Teachers accused of impropriety often move to other schools

12:29 p.m Sunday, Feb. 5, 2017 Texas News & Politics
“We have got to stop turning a blind eye to this,” state Sen. Paul Bettencourt says.

Mark Calima, a former Cedar Ridge High School band director, resigned from the Round Rock school district in 2015, district records show, after a parent complained that Calima had ridiculed a student for years, saying that the boy was gay and making jokes about it.

Calima also was accused of taking the same boy alone on an off-campus shopping trip, according to the documents. After an investigation, the district removed Calima from the classroom, putting him in an administrative position until he resigned. Calima moved on, taking a band director job in the Spring school district, a previous employer.

Round Rock school district officials didn’t report Calima’s conduct to the Texas Education Agency. Officials said the law didn’t require it.

The TEA is investigating Calima now. New allegations have surfaced that Calima had improper relationships with students more than a decade ago while working as a band director in the Spring district, according to complaints filed with the state and school districts.

Calima did not respond to multiple messages and a phone call for comment.

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An American-Statesman investigation has found that hundreds of teachers surrender their teaching certificates while being investigated by the state for having improper relationships with students, leaving few traces for future employers and the public to find. The Statesman also has found that in a few cases, teachers keep their licenses after district-level investigations, slipping from district to district with nothing in their records flagging questionable conduct.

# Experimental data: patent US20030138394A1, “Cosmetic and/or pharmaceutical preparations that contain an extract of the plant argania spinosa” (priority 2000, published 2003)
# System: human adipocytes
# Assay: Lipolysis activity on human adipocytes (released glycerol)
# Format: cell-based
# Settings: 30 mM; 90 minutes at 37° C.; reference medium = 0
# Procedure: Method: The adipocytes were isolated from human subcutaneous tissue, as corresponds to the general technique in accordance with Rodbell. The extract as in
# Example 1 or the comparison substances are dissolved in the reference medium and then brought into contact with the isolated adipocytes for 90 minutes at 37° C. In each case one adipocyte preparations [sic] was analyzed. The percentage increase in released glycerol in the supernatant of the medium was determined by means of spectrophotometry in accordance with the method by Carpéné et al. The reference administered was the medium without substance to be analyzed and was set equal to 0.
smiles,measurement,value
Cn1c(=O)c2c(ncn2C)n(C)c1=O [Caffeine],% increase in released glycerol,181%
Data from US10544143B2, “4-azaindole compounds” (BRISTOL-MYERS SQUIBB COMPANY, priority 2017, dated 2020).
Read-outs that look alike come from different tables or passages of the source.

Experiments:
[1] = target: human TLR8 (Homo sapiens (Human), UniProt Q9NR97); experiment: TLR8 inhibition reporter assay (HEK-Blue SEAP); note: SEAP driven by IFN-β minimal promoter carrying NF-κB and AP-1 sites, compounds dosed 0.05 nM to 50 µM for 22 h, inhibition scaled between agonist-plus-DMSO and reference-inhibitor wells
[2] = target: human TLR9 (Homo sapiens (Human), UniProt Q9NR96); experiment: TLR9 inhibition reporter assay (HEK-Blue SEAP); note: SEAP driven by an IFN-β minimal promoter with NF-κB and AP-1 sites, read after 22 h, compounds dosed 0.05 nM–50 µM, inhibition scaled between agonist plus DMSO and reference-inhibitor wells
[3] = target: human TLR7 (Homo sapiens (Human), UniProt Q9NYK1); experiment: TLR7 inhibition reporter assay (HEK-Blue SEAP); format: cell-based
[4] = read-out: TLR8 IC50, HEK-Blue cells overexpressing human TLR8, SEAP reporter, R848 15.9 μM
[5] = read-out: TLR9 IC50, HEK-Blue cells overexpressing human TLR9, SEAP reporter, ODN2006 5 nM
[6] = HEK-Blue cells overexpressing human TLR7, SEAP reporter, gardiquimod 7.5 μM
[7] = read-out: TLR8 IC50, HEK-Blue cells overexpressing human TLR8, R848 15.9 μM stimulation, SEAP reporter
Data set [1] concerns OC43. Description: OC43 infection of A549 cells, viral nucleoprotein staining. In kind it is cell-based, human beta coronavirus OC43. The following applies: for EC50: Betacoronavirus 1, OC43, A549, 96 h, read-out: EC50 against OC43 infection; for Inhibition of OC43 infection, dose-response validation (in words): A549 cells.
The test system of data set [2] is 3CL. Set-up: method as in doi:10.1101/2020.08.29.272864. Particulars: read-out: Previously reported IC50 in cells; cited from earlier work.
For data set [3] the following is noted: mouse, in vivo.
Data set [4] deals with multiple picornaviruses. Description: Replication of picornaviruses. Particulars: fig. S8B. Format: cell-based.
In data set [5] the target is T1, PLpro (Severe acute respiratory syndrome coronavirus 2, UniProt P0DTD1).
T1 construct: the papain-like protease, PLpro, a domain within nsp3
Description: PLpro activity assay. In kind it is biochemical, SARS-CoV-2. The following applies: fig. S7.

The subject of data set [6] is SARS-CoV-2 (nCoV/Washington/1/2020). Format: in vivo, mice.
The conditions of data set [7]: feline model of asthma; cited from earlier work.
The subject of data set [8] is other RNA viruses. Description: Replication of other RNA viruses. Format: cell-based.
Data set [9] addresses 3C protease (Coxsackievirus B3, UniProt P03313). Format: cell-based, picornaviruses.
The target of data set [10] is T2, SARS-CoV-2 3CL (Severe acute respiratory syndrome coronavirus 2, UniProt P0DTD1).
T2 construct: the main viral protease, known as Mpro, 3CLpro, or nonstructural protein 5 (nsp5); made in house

State lawmakers are proposing sweeping legislation to prevent teachers’ resigning from a school district amid allegations of improprieties with students and moving on to another teaching job.

“Some of those teachers are not prosecuted and worse … some are shuffled off to other schools to continue teaching in other areas, threatening other kids. We are the ones with the duty and the ability to do something about it,” Gov. Greg Abbott told lawmakers in his State of the State address last week.

Under Senate Bill 7 and House Bill 218 proposed by state Sen. Paul Bettencourt, R-Houston, and state Rep. Tony Dale, R-Cedar Park, superintendents who don’t report allegations of teacher misconduct to the TEA would be charged with at least a Class A misdemeanor. The same penalty would apply to principals who fail to report allegations of teacher misconduct to their superintendents.

“We have got to stop turning a blind eye to this. Let’s find out what’s going on, and let’s do our best to stamp it out,” Bettencourt told the Statesman. The Spring school district falls within Bettencourt’s Senate district.

Cases of improper teacher-student relationships have climbed 80 percent in the past eight years. The TEA opened 222 investigations in fiscal year 2016.

At least half a dozen teachers between 2010 and 2016 had been accused of engaging in improper relationships in a school where they previously worked before moving on to teach in another district, according to a Statesman analysis.

No flags, then troubling accusations

School districts are required to report resignations and terminations to the TEA if the teacher was involved in a romantic relationship with a student, among other improprieties. Round Rock school district spokesman Corey Ryan said Calima’s conduct did not rise to that level.

“We utilize Education Code 21.006 in submitting employees for review. Had we identified any of these issues with Mr. Calima, we would have complied with those reporting requirements,” Ryan said.

Calima returned to teaching at Westfield High School a couple of months after he resigned from the Round Rock school district. According to his online job application to the Spring school district, Calima said he was never investigated for improprieties while working in Round Rock schools.

“Before hiring any employee, Spring ISD follows all standard hiring protocols. That includes conducting a background and reference check that must be clear and successful before the employee is hired,” said spokeswoman Sheleah Reed.

Calima later told Spring officials that the Round Rock school district advised him not to say he was investigated.

Ryan said Round Rock district officials never advised Calima not to disclose the investigation on his job application to Spring.